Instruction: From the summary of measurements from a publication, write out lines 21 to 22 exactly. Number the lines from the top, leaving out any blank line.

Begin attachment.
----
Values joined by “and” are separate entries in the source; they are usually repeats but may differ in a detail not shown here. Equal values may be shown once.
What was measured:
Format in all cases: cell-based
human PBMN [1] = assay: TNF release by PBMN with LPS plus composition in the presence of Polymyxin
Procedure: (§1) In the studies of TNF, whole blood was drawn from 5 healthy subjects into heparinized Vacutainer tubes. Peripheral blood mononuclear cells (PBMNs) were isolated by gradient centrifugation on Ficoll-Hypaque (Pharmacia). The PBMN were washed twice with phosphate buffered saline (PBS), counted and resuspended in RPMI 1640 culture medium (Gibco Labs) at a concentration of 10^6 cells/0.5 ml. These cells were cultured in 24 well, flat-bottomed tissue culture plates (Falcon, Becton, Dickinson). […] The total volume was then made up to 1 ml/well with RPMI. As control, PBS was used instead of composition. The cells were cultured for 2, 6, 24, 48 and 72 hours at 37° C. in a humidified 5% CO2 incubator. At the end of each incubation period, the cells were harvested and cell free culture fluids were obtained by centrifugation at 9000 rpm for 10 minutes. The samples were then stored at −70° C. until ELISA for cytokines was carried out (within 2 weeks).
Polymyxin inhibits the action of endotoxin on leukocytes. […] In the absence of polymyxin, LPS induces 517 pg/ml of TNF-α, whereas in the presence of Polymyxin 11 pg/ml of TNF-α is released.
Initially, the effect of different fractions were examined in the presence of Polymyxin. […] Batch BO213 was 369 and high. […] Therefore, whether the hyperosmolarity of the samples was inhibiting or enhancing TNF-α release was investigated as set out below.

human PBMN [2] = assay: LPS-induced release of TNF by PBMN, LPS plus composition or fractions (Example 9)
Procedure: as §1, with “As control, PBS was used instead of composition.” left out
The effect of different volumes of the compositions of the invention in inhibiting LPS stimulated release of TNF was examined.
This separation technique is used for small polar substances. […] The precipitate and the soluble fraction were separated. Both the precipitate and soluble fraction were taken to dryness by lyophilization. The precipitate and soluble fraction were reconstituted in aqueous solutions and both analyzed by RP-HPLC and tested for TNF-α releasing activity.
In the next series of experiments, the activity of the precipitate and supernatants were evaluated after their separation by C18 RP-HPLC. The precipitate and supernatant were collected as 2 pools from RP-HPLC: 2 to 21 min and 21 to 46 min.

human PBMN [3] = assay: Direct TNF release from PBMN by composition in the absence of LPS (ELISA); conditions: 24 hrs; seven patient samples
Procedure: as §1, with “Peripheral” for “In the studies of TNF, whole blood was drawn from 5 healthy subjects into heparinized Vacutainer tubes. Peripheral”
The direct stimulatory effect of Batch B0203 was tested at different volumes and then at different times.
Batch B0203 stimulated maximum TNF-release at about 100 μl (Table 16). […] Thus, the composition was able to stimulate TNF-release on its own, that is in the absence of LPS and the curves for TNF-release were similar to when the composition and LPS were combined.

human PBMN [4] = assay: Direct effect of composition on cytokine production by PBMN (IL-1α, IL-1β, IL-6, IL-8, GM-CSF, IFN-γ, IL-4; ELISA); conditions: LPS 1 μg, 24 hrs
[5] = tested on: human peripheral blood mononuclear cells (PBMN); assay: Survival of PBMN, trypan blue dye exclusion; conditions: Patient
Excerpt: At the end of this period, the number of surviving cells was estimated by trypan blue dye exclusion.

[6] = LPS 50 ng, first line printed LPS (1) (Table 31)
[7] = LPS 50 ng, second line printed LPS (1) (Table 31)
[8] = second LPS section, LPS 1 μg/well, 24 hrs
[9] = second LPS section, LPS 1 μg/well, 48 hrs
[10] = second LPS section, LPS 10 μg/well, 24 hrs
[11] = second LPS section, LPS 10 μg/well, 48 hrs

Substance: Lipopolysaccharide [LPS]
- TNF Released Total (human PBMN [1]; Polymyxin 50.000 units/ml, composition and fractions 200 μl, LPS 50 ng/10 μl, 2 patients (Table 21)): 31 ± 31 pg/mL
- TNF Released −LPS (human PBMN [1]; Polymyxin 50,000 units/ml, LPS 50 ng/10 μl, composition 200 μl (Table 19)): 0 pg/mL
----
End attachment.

[7] = LPS 50 ng, second line printed LPS (1) (Table 31)
[8] = second LPS section, LPS 1 μg/well, 24 hrs